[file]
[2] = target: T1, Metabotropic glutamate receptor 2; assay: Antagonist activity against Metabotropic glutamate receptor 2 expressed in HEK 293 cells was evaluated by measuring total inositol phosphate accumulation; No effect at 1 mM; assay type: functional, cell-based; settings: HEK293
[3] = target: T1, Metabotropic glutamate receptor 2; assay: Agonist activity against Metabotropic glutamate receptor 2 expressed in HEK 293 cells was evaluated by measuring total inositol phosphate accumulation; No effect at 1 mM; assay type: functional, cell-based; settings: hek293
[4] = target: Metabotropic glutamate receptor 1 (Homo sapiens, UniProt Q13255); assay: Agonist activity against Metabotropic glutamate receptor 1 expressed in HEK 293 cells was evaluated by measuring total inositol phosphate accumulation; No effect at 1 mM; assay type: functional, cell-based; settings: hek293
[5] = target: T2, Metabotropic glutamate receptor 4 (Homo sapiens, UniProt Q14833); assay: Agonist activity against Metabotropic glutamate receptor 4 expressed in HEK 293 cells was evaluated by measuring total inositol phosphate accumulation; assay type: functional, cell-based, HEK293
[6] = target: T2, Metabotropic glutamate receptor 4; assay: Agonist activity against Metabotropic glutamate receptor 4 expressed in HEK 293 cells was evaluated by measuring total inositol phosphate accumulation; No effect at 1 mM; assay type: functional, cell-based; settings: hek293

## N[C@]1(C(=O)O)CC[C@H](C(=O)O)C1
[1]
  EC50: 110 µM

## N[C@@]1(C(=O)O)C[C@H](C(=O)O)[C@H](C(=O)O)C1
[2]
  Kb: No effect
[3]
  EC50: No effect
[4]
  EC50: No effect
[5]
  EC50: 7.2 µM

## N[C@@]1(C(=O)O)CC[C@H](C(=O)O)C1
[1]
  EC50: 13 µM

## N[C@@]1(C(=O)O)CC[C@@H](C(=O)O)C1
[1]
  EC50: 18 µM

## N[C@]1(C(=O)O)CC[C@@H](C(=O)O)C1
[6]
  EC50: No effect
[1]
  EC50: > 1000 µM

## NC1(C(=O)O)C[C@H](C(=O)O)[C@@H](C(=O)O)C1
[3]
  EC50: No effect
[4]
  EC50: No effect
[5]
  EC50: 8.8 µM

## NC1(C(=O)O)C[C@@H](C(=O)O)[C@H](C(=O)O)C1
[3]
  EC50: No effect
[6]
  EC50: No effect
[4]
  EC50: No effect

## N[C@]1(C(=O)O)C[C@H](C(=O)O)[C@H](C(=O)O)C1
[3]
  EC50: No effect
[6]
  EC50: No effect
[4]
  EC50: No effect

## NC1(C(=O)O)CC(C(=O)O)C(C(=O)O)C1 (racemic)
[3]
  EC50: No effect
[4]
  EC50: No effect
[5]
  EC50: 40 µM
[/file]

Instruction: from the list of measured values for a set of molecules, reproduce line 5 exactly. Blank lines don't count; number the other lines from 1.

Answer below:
[6] = target: T2, Metabotropic glutamate receptor 4; assay: Agonist activity against Metabotropic glutamate receptor 4 expressed in HEK 293 cells was evaluated by measuring total inositol phosphate accumulation; No effect at 1 mM; assay type: functional, cell-based; settings: hek293